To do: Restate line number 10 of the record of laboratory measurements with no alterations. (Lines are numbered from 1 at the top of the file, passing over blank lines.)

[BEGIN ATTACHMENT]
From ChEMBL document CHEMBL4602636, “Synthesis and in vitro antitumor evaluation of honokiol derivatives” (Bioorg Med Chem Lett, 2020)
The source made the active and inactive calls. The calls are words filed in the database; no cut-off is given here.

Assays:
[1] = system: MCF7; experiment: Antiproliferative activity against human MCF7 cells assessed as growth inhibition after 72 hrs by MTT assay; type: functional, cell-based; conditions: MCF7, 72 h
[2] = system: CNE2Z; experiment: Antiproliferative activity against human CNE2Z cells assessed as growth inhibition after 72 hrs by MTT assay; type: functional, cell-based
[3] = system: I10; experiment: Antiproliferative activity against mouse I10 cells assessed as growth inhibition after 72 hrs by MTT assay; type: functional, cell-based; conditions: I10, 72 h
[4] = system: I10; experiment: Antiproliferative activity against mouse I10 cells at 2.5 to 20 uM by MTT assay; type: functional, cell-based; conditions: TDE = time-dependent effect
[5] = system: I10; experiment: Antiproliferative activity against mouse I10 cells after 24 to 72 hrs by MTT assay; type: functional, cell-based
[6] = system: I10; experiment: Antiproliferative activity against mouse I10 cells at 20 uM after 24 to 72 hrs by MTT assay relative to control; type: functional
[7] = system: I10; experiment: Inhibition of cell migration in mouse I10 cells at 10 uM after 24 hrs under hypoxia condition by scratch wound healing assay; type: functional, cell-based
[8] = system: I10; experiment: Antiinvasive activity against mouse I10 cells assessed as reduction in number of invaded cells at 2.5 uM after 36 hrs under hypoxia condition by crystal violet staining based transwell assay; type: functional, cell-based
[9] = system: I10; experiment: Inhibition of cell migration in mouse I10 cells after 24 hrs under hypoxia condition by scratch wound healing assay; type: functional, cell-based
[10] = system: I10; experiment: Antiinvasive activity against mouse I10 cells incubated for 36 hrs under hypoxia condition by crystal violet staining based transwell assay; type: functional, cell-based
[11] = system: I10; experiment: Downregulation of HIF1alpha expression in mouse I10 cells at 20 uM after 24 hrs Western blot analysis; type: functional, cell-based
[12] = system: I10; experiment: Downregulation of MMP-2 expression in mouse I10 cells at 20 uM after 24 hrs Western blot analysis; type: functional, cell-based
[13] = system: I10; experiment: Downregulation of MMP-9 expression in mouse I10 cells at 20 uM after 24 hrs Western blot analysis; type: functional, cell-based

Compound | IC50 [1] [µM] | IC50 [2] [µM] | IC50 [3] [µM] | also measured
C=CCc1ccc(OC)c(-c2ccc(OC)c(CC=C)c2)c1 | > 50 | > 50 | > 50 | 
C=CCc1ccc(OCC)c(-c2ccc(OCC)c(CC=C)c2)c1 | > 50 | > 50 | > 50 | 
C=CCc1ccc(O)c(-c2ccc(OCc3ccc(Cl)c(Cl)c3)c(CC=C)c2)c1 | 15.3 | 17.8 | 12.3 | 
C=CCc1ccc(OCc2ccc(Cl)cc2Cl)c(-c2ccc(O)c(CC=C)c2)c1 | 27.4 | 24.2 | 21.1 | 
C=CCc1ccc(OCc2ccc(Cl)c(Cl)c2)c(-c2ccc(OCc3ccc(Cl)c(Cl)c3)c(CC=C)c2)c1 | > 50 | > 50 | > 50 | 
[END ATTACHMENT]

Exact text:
[7] = system: I10; experiment: Inhibition of cell migration in mouse I10 cells at 10 uM after 24 hrs under hypoxia condition by scratch wound healing assay; type: functional, cell-based